Acute Myeloid Leukemia (AML) is the most common affecting adults, and its incidence increases with age.

The disease is characterized by the rapid growth of abnormal white blood cells that build up in the bone marrow and interfere with the production of normal blood cells. Its symptoms include fatigue, shortness of breath, bruising and bleeding, and increased risk of infection. The cause of AML is unknown and the disease is typically fatal within weeks or months if untreated. Treatments include chemotherapy, and some people may receive a hematopoietic stem cell transplant (HSCT). The goal of upfront therapy for AML is to achieve a state of "complete response" (or CR), whereby the hematologic and clinical features of the disease are controlled. Nonetheless, essentially all patients in CR still harbor evidence of minimal residual disease (MRD). To date, other than an allogeneic HSCT (which is in principle an immunotherapy), no therapies have been proven to accord any meaningful benefit after patients achieve a CR status. Once the disease relapses, then 'second-line' therapies can be given, but even these have very limited positive clinical impact.

Multiple Myeloma is a cancer formed by malignant plasma cells, and its cause is unknown.

The overgrowth of plasma cells in the bone marrow crowds out normal blood-forming cells, causing low blood counts and anemia (a shortage of red blood cells). Multiple myeloma can also cause a shortage of platelets and lead to increased bleeding and bruising, along with problems fighting infections. The cancer causes a host of organ problems and symptoms, including fatigue, bone pain, fractures and kidney failure. Treatment includes drugs that modulate the immune system, chemotherapy, , radiation and stem cell transplants (SCT's). Median survival is about three years though some patients have a life expectancy of 10 years. Despite significant therapeutic advances in the management of MM, the prognosis of patients with high risk cytogenetics at the time of diagnosis remains quite poor, even when they successfully complete an ASCT, especially if they continue to have evidence of MRD.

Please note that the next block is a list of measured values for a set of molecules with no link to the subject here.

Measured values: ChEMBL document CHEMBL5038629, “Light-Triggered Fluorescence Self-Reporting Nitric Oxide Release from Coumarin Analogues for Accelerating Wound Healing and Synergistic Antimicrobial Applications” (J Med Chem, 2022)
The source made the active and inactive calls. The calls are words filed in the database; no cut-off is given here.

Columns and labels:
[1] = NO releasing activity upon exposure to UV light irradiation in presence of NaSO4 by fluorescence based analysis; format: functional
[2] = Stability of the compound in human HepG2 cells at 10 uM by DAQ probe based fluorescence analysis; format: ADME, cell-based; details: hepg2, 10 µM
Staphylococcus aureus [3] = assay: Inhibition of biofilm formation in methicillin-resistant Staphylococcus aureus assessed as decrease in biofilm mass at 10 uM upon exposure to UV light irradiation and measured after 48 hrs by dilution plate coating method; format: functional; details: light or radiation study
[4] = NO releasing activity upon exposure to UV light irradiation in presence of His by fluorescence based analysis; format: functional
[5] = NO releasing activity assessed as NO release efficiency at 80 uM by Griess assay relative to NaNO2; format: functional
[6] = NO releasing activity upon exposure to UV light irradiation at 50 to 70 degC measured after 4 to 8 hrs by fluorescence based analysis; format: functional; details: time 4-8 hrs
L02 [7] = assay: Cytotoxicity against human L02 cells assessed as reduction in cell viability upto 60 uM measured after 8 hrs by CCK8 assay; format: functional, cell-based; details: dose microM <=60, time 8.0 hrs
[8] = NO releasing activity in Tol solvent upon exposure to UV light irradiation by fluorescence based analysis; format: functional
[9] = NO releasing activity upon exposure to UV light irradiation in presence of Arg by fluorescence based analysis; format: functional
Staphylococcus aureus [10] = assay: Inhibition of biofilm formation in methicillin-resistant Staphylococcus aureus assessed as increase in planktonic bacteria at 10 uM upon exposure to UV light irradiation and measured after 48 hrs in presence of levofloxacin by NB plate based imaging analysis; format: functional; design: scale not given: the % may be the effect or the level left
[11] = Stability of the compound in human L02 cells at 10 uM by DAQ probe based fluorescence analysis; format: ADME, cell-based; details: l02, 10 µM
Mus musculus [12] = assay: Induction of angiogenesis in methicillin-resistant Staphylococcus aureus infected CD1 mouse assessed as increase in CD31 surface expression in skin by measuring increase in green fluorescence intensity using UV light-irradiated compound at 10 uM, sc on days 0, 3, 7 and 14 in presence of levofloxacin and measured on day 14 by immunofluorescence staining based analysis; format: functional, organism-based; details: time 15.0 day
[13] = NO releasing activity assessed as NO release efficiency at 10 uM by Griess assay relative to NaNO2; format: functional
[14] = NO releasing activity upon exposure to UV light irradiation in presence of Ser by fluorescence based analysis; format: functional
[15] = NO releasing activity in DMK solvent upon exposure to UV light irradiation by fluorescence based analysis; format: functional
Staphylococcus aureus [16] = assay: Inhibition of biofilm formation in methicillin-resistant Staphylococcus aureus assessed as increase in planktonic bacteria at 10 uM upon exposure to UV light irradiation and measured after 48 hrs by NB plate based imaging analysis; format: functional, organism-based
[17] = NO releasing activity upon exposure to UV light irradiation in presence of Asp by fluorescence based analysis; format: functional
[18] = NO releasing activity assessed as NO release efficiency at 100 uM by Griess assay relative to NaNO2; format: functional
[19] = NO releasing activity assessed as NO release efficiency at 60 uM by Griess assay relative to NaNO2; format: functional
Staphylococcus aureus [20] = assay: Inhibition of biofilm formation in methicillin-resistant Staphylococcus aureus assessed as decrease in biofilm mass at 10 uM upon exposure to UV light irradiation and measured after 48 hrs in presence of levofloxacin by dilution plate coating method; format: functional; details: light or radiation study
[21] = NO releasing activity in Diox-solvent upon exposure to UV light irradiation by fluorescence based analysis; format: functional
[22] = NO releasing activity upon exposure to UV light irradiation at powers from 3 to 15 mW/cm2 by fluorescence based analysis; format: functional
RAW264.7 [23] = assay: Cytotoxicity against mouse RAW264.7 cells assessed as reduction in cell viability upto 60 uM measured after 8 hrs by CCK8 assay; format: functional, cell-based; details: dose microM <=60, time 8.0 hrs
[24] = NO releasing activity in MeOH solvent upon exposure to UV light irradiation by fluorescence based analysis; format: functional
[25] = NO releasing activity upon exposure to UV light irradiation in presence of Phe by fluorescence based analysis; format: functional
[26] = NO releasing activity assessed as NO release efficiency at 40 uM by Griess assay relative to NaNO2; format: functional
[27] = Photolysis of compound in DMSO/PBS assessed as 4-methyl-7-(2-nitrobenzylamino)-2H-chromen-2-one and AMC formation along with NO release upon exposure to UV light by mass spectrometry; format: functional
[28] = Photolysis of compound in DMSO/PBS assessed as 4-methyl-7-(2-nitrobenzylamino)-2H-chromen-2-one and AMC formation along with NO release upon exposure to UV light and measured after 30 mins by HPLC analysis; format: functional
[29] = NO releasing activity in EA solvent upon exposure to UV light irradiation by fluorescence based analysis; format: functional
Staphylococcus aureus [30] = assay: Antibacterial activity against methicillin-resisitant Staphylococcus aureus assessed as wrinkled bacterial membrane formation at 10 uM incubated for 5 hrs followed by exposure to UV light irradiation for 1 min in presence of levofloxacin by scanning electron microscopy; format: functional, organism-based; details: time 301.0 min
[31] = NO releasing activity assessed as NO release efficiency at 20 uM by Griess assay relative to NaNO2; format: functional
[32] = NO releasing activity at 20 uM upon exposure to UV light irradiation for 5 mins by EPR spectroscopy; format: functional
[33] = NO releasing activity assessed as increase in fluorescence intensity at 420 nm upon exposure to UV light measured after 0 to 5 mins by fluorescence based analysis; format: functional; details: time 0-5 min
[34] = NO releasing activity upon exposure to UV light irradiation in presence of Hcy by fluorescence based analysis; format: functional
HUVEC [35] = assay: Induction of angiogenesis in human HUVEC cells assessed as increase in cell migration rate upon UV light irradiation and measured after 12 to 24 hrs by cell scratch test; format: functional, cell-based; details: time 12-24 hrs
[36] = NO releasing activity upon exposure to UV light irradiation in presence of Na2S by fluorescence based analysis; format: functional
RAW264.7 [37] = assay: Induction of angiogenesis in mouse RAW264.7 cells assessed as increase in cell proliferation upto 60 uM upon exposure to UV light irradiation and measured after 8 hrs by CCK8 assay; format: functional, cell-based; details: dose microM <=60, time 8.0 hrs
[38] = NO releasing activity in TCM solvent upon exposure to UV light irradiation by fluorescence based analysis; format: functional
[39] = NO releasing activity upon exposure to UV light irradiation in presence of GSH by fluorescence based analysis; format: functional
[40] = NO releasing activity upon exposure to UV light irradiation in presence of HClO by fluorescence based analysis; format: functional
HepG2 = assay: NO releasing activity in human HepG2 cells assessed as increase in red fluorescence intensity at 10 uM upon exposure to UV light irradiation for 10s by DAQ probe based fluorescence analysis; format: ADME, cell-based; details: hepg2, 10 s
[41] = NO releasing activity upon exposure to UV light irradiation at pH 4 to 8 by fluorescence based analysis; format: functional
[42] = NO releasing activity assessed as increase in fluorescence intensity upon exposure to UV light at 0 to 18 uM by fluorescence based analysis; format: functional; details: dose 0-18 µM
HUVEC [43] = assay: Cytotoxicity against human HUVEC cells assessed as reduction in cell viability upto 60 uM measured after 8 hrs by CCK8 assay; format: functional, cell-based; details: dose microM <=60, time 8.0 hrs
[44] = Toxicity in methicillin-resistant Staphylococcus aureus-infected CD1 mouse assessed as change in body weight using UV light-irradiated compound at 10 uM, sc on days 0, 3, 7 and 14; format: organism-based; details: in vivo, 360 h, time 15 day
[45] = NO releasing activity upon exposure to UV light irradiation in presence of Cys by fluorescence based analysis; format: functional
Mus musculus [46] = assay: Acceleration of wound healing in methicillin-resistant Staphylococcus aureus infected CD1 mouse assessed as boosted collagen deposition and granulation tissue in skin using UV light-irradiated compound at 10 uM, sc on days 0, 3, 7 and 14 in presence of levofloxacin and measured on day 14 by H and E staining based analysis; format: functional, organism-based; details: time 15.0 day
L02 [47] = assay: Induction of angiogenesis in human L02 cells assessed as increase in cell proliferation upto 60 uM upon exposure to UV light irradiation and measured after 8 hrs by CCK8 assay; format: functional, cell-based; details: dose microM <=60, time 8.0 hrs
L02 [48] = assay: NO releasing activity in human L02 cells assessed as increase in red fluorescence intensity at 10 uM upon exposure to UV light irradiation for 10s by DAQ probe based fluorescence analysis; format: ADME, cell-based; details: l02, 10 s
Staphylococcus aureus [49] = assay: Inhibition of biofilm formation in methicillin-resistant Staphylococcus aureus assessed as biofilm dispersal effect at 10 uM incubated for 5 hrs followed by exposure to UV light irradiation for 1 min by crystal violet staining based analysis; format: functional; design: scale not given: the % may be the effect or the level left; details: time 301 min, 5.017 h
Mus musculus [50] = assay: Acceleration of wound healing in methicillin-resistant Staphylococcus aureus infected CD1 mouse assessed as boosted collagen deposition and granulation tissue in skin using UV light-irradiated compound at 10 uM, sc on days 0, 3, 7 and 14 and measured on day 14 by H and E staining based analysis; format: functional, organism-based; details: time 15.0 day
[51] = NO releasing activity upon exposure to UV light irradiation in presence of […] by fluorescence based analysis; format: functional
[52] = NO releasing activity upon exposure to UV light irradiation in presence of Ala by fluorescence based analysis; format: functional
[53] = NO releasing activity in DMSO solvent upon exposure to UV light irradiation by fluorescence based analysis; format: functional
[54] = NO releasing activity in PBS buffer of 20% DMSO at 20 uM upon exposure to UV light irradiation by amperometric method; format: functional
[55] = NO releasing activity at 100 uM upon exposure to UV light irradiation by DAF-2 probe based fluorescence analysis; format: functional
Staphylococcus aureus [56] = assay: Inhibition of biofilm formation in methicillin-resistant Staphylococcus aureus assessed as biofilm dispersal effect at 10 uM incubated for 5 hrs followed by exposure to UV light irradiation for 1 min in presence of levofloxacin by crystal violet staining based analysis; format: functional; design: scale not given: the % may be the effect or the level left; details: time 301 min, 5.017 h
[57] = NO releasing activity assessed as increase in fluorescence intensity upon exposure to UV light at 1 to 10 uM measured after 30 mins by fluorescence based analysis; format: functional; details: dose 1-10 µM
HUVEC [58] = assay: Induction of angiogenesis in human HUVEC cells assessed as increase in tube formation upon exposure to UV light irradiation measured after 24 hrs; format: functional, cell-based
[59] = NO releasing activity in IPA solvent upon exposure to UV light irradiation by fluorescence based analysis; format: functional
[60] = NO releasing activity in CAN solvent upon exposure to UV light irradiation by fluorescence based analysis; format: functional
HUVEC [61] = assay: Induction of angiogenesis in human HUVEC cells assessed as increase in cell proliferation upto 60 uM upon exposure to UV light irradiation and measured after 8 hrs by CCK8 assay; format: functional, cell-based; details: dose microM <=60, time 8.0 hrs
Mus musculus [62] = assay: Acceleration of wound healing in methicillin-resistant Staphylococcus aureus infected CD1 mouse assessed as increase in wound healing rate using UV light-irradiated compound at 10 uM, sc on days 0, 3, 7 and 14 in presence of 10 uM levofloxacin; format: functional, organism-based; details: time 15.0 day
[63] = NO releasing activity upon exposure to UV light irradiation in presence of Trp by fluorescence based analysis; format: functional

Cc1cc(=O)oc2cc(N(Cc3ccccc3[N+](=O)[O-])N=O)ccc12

Malignant Pleural Mesothelioma is an asbestos-related cancer that forms on the protective tissues that cover many of the internal organs.

The most common area affected is the lining of the lungs and abdomen though it can also form around the lining of the abdomen or heart. Most cases are traced to job-related exposures to asbestos and it can take around 40 years between exposure and cancer formation. Symptoms may include shortness of breath, a swollen abdomen, chest wall pain, cough, feeling tired, and weight loss. Mesothelioma is generally resistant to radiation and chemotherapy, while long term survival is rare, even in cases where aggressive upfront debulking multimodality therapy (extirpative surgery, chemotherapy and in some cases radiotherapy) are used. Typical survival is between 12 and 16 months, although select patients who complete a full course of indicated chemotherapy can survive up to 21 months.

Ovarian Cancer is a solid tumor that forms in the ovaries.

Due to the lack of specific symptoms, the majority of ovarian cancer patients are diagnosed at later stages of the disease, with an estimated 75% of women presenting with advanced-stage (III or IV) disease. New cases of ovarian cancer occur at an annual rate of 11.9 per 100,000 women in the U.S., with an estimated 22,280 new cases and 14,240 deaths in 2016. Approximately 46.2% of ovarian cancer patients are expected to survive five years after diagnosis.

Approximately 1.3% of women will be diagnosed with ovarian cancer at some point during their lifetime (2011 – 2013 data). The prevalence data from 2013 showed an estimated 195,767 women living with ovarian cancer in the United States.

Source: National Cancer Institute Surveillance, Epidemiology, and End Results Program


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